Sat atop of the Capitoline Hill, the museums are made up of two palaces, the Palazzo dei Conservatori and the Palazzo Nuovo. In the former, you’ll find classical sculptures iconic to Rome such as the ‘Capitoline Wolf’ — the she-wolf suckling the twins Romulus and Remus, whereas the latter is dedicated primarily to statues, busts and mosaics, including the ‘Dying Gaul’.

Throw in masterpieces by Caravaggio, Van Dyck and Rubens and you’ll find yourself in an artist's heaven. Tickets cost €16.

6. Whet your appetite with an aperitivo in trendy Trastevere

For a taste of bohemian Rome, head across the Tiber River to Trastevere. Formerly a working class district, this hip neighbourhood is a heady mix of cobbled lanes and medieval buildings, bustling with lively trattorias, boho pubs and artisan shops. It’s also a top spot to join the locals in enjoying an aperitivo — Italy’s sophisticated take on happy hour.

A tradition that started in Milan and Turin, the pre-dinner drink is now just as loved in Rome as it is anywhere in Italy, and is typically enjoyed with light snacks like arancini and bruschetta.

Grab a table in Trastevere’s central square, Piazza di Santa Maria, and order a classic such as a Prosecco or Aperol spritz, or a Negroni cocktail.

7. Admire ancient architecture at its best at the Pantheon

Dating back to 125 AD, the Pantheon is one of Rome’s oldest and best preserved buildings. It was built as a temple for the Roman gods by Emperor Hadrian and used as burial tombs for important Italian kings, artists and architects, including Raphael. Today, it functions as a church and houses various collections of paintings.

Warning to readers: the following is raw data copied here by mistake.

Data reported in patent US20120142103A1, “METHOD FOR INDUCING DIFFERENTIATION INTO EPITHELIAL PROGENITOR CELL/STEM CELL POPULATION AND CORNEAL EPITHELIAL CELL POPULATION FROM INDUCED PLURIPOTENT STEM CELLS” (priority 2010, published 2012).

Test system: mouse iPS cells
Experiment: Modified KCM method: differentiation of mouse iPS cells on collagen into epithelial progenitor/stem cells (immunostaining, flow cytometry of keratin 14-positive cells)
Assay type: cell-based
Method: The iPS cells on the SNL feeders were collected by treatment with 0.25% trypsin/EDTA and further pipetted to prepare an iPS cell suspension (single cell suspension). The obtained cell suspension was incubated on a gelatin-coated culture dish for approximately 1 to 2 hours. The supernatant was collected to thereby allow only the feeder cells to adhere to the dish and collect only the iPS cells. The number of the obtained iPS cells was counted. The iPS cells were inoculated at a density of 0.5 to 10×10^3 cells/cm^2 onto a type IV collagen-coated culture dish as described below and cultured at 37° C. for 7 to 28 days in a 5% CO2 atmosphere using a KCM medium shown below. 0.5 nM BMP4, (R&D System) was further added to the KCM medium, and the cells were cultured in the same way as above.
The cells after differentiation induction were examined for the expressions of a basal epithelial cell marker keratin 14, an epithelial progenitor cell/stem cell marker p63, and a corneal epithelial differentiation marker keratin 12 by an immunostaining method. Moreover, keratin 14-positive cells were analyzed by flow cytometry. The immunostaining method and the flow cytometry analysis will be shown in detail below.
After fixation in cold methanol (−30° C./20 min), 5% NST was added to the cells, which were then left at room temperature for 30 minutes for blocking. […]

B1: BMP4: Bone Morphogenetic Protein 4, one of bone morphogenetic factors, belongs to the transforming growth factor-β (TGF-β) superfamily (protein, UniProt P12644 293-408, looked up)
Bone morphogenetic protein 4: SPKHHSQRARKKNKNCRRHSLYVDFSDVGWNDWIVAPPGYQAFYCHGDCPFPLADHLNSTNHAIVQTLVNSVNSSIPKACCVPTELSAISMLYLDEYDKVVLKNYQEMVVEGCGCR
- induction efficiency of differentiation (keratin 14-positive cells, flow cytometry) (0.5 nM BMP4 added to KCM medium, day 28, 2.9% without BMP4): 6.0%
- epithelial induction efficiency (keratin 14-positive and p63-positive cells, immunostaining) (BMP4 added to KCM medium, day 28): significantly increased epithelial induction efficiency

Its architecture is a masterpiece in itself, with the diameter of the circular building exactly matching its height at 43.5m (142ft), and topped by a dome of the same diameter. A 9m (29ft) opening in its top floods the interior with natural light.

Entrance fees were introduced in July 2023, so you’ll need to buy a ticket to visit (€5 for adults, €2 for under 25s).

8. Discover military memorabilia at Castel Sant’Angelo

It’s hard to miss Castel Sant’Angelo. The towering circular fortress looms over the Tiber River, just east of Vatican City.

Originally built by Emperor Hadrian as a mausoleum, it was later turned into a fortress (providing refuge to many popes in times of danger thanks to a secret passageway to the Vatican). Nowadays, it's a museum housing a treasure trove of ancient weaponry and medieval artefacts.

The €13 entrance ticket allows access to all seven levels of the castle. On the lower floors, head to the underground prison and armoury to view extensive collections of medieval weapons and see Hadrian’s tomb. On the upper floors, you’ll find rooms exquisitely decorated with Renaissance frescoes and the Terrace of the Angel, offering unparalleled views of Rome.

9. Have your fill of traditional Roman fare

As the saying goes: ‘When in Rome, do as the Romans do’. When it comes to food in Italy’s capital, you won’t find any better advice.

Feast on traditional staples such as carbonara and cacio e pepe (pasta with cheese and pepper), allesso di bollito (tender beef served in a bun), rich risottos and of course, pizza — made with a deliciously thin and crispy base. For afters, it has to be gelato or maritozzi (sweet pastry buns filled with cream).

Be sure to check out local food markets too (Campo de Fiori is one of the city’s most famed), where you can pick up fresh breads, cheeses and cured hams that are sure to make restaurant-worthy picnics.

Or, if you want to always eat like the Romans do, take some Italian cooking skills home with you with a cooking class.

10. Throw a coin in the Trevi Fountain and guarantee your return to Rome

Taking up the entire side wall of 17th-century Palazzo Poli, the Trevi is Rome’s largest and most visited fountain. Its world-famous sculpted scene depicts the sea-god Oceanus and was designed by Nicola Salvi in 1732.

The ensemble of mythical figures aren’t the only myths associated with the Trevi Fountain though. Originating from the 1954 film, Three Coins in the Fountain, myth has it that if you throw one coin into the fountain then you will return to Rome, two and you will fall in love, and three to marry the person that you met.

Whether you believe in the fountain’s tradition or not, throw at least one coin in the hope of returning one day.

Colony Hotel

  • Rome, Rome Area, Italy
  • 20 March 2024
  • Room Only
  • From Manchester